From the first frame until the last, the spellbinding Son of Saul unflinchingly immerses you in the experiences of its protagonist. You hear what he hears, you see what he sees and you'll also feel what he feels. Writer/director László Nemes and co-writer Cara Royer wisely keep the film lean in its story with minimal use of dialogue thereby trusting you as an intelligent audience member who can think and feel without being hit over the head with being told how and what to think and feel. There's a constant sense of dread throughout the film and suspense as you hope that Saul succeeds with his plans to give the boy a proper Jewish burial. It helps tremendously that Géza Röhrig is very well-cast by Éva Zabezsinszkij because he gives a very convincingly moving performance filled with a truly special effect called humanism. His face looks very expressive, so you can grasp what he's thinking and feeling even when he's not speaking. Images, sounds and atmosphere speak louder than words.
Nemes and cinematographer Mátyás Erdély allow the camera to follow Saul very closely--he's always in the frame--which helps to hook you in even further on an emotional level. You'll find many quietly powerful, emotionally devastating scenes that will stay with you for a long time after the end credits roll. Interestingly, though, there's nothing in terms of gore to gross you out; Nemes and Royer leave that to your imagination thereby those scenes psychologically horrifying. Together with editor Matthieu Taponier, they keep the running time down to an ideal 107 minutes because it if it were past the 2 hours mark, it would have been too exhausting. Ultimately, Son of Saul is one of the most powerful Holocaust films since Schindler's List.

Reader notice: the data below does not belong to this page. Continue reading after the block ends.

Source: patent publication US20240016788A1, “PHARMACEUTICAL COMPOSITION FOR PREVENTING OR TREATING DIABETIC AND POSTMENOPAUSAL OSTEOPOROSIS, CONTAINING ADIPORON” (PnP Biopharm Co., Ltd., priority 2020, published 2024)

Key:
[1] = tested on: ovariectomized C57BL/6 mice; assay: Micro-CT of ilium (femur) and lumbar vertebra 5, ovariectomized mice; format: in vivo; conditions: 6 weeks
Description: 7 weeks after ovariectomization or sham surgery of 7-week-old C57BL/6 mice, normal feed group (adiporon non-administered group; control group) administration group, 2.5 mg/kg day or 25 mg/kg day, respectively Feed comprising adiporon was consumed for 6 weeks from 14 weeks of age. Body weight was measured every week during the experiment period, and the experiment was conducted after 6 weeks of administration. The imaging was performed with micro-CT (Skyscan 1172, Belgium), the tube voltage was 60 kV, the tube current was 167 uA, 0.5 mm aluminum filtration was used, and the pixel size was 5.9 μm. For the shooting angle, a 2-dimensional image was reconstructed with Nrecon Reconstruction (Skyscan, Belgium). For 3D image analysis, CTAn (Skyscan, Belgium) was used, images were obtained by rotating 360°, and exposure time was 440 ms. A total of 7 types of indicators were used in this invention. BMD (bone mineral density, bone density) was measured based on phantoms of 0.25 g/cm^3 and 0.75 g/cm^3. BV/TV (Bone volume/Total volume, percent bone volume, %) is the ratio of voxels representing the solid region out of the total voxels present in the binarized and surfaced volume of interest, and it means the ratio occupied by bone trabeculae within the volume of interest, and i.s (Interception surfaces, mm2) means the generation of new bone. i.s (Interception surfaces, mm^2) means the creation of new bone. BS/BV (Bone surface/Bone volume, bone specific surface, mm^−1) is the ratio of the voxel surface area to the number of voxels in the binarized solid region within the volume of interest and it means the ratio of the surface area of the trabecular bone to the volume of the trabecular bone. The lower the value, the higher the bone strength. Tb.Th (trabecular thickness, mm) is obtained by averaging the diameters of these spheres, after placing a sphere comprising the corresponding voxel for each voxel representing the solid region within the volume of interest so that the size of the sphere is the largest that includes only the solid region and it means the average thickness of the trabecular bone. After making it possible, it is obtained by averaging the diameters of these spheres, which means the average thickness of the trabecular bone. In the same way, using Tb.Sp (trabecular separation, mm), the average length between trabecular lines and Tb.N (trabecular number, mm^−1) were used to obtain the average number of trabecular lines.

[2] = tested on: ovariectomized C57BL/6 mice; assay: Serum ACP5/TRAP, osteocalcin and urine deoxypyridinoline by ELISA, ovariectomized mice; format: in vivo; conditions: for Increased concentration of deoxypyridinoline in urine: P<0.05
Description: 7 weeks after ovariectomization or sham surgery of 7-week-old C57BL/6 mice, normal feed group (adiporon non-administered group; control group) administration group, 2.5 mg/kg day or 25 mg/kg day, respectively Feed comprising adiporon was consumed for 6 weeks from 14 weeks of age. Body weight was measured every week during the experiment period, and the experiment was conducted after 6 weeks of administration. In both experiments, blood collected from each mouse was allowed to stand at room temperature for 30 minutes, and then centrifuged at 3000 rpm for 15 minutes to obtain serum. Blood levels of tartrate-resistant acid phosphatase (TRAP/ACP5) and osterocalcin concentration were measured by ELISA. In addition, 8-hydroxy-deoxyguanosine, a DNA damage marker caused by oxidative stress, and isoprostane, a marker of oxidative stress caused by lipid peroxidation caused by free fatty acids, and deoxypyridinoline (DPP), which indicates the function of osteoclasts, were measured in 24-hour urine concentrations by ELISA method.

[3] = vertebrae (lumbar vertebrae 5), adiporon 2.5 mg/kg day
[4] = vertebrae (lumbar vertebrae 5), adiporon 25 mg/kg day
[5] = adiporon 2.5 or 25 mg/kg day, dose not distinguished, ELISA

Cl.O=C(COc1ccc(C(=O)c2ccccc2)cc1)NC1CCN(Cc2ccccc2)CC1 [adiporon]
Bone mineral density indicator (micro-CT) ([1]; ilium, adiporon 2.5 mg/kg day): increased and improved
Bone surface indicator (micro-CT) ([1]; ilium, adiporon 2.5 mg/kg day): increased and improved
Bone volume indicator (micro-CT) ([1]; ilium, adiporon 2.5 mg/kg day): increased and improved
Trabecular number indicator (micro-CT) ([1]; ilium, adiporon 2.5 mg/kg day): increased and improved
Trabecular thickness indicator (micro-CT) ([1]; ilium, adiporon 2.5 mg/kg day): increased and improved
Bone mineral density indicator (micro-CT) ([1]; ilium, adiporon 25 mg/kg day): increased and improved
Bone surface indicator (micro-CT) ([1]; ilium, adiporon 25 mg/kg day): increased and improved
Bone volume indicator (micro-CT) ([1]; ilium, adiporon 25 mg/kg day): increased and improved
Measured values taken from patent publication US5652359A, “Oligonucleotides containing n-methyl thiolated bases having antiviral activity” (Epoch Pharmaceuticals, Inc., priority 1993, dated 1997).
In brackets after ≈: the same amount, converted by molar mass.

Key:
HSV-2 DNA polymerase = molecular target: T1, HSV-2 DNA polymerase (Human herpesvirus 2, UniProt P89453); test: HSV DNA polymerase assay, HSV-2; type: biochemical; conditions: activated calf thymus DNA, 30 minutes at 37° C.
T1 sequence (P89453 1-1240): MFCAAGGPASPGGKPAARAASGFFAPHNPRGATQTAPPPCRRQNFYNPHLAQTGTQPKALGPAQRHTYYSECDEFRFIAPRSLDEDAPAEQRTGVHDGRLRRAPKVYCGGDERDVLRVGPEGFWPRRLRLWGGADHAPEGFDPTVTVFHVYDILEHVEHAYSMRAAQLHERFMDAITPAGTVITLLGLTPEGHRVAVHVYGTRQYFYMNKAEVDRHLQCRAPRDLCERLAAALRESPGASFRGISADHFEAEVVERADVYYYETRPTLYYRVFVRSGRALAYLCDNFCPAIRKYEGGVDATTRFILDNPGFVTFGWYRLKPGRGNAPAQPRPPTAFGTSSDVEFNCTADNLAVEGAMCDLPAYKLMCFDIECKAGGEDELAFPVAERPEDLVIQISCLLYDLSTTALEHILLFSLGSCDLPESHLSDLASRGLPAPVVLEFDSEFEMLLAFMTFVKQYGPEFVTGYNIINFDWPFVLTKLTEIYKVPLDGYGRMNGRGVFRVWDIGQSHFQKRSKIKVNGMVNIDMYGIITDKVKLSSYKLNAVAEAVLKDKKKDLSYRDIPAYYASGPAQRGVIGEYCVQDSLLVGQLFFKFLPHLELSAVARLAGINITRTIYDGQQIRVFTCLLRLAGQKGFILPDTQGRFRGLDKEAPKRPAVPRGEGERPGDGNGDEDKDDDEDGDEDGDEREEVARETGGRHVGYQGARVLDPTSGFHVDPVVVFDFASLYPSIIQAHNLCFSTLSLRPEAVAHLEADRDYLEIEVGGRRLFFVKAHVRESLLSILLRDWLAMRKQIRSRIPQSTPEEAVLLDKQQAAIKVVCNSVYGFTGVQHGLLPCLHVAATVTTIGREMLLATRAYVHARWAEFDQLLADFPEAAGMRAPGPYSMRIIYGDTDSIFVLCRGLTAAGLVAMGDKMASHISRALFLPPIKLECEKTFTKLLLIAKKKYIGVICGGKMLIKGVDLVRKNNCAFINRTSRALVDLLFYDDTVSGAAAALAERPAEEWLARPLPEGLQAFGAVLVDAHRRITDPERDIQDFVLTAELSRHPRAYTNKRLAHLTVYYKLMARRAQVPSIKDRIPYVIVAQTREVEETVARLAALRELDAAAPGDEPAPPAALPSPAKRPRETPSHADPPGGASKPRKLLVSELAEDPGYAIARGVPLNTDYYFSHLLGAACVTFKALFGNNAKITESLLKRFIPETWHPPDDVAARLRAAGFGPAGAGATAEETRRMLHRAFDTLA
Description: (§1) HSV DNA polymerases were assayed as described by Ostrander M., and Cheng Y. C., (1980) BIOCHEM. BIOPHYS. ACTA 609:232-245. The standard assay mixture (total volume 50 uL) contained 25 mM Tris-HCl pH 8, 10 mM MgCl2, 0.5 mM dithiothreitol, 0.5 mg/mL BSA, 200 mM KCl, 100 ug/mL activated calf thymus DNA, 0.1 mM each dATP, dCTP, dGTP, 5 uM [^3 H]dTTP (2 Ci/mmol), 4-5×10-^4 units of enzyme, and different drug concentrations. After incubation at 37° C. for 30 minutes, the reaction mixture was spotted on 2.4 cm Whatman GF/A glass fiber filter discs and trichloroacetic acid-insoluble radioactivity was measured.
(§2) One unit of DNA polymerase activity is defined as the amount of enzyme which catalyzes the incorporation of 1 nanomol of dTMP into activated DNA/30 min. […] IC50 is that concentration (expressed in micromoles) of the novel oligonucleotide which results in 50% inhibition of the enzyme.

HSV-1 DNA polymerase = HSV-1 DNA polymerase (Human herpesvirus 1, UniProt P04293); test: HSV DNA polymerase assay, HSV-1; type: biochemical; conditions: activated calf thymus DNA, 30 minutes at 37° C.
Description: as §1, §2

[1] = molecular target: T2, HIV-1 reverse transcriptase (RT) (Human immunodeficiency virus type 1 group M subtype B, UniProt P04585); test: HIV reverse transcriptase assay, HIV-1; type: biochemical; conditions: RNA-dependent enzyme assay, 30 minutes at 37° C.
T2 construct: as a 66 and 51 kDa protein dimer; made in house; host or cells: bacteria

Michael Moore's Where to Invade is insightful when it comes to the positive aspects found in other countries that might surprise you, i.e. free college, nice policemen, delicious and healthy cafeteria food at schools, no homework, paid honeymoons for workers and so on. While each of the segments are illuminating and even a bit amusing as well as comical (Moore still has his sense of humor intact), what's missing is how we could feasibly implement those positive aspects here in America. Each country is like a different machine, so boasting about one particular machine part doesn't mean that it would necessarily fit in America's complex machine. Also, to look at the positive side of each country while neglecting to even mention its context, i.e. the corruption of each country, isn't helpful. As such, this doc feels incomplete and a bit naive overall although its heart is in the right place. De Palma, directed by Noah Baumbach and Jake Paltrow, manages to be the best doc of this year's New York Film Festival. It's equally insightful and enormously entertaining even if you're not a huge fan of Brian De Palma's work. The fine balance of illuminating talking heads with De Palma himself along with clips makes for an essential doc for anyone seeking to grasp how De Palma's mind works as a filmmaker. This isn't anything like the kind of supplemental material you'd find in DVD extras. Don't be surprised if you'll feel like re-watching some of De Palma's films after gaining a new perspective on him thanks to this well-editing and thoroughly engaging doc. Much less engaging is the doc No Home Movie, directed by Chantal Akerman. Natalia, Akerman's mother, is the doc's subject, and she's filmed in her Brussels apartment during the months leading up to her death. Tedious, slow and, worst of all, boring, No Home Movie takes a lot of patience to endure, and can only be recommended to Akerman completists. Its running time of nearly 2 hours makes it even more of a chore to sit through. The title of No Home Movie must be ironic.